What’s been most impressive about the Chiefs run game this preseason is the club’s ability to power for first downs in short-yardage situations. Physicality at the line of scrimmage seemed to be a shortfall in 2009, and although Charles was able to make plays in space, powering for first downs wasn’t part of the Chiefs offensive strength.

“We’re averaging 150 yards (rushing) per game with our longest run being 21 yards (before tonight),” Haley said after the game. “I think that, more than the statistic itself is a real telling number. I feel like we have multiple backs that can make big plays in the running game.”

The Chiefs most impressive drive of the game came in the second quarter after getting the football backed up on their own five yard-line. In the series, Kansas City marched 95 yards on eight plays to take a 14-0 lead with 82 of those yards coming on the ground.

3)      Finishing and 4th Down Defense

It didn’t come pretty, but the Chiefs were able to run out the clock in a close football game. Kansas City’s defense had to make two huge fourth down stops in order to see the greatest formation in football take the field for the first time this preseason (victory formation).

Following an 11-play Packers TD drive late in the fourth quarter, the Chiefs defense was immediately called back onto the field when Green Bay recovered an onside kick. Holding only a four-point lead, the Chiefs were able to get a stop on a fourth-and-eight play from the 21 yard-line. The offense, however, couldn’t kill the clock and had to punt the football away on the very next possession.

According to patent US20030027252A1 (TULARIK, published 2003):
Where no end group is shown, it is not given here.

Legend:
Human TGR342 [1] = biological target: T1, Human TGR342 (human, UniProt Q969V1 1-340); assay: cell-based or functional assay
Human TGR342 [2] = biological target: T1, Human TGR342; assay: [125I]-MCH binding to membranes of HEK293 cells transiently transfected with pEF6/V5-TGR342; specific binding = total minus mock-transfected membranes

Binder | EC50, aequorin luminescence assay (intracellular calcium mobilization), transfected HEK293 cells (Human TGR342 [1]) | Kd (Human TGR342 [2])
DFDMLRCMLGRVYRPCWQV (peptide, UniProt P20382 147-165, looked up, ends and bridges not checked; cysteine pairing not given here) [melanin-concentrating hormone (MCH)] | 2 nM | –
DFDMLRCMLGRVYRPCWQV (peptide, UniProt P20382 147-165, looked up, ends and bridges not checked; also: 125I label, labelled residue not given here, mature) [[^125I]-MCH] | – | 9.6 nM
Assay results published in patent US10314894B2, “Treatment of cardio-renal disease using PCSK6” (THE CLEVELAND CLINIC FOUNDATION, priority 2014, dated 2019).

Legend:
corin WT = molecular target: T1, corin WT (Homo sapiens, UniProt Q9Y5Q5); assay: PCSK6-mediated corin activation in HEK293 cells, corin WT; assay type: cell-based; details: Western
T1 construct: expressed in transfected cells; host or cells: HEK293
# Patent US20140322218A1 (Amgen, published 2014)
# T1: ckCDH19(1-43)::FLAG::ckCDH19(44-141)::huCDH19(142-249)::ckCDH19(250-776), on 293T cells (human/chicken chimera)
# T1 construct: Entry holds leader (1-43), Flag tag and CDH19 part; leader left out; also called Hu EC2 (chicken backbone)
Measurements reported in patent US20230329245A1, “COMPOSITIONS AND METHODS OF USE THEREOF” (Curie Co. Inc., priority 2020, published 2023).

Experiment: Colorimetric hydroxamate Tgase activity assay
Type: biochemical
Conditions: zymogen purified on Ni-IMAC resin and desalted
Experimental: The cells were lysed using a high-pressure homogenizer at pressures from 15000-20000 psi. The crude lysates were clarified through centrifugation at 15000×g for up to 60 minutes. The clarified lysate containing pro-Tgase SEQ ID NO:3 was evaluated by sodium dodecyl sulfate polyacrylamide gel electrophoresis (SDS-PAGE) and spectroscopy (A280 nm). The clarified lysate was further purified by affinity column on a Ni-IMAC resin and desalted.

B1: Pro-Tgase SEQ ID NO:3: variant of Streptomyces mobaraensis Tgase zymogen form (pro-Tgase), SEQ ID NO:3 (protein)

Still holding that four point lead, Chiefs defenders were able to stiffen up near the Red Zone for a second consecutive fourth down stop. This time the fourth down hold ensured victory after what seemed like a marathon of late-game offensive snaps for Green Bay. Overall, the Packers finished 0-4 on fourth down attempts.

Three For Improvement

1)      Capitalize

The Chiefs have stressed the importance of following up big defense and special teams plays with points on the scoreboard. Rookie return men Javier Arenas and Dexter McCluster continue to get loose on returns, setting up the offense with good field position and opportunities to score.

Following a defensive three-and-out to open the game, Arenas took back a Tim Masthay punt 44 yards to the Green Bay 33 yard-line. The “fast start” had been accomplished and a big-play in the return game achieved. The Chiefs, however, were unable to gain a first down and settled for a 51-yard Ryan Succop field goal attempt that hit the left upright.

“When we get the ball in that kind of position, we have to make yards, we have to do a better job of making good decisions on the coaching side of it and the execution side of it to ensure that we’re having positive plays there one way or another,” Haley said.

How many close games have the Chiefs been involved in over the past several seasons? Capitalizing on these types of opportunities is critical to turning tight defeats into close victories.

2)      Expect the Unexpected

Tying into point number three above, the defense was put into a very difficult fourth quarter situation when Green Bay recovered an onside kick following an 11-play scoring drive. What turned out to be a positive could have very well ended in a negative.

With the Chiefs rushing attack clicking the way that it is right now, recovering that onside kick at mid-field might have relieved a lot of late-game stress on the defense. As a result, Chiefs defenders were on the field for 30 of the game’s final 36 plays and had to make two fourth down stops in order to ensure victory.

3)      Turnover Battle

The Chiefs lost the turnover battle again on Thursday night. With the preseason officially in the fold, this is an area that the team knows they must improve on if they’re going to produce regular season victories.

Over four preseason games the Chiefs forced just one turnover and gave away the football nine times. That amounts to a turnover ratio of negative eight. That type of turnover ratio isn’t win-friendly.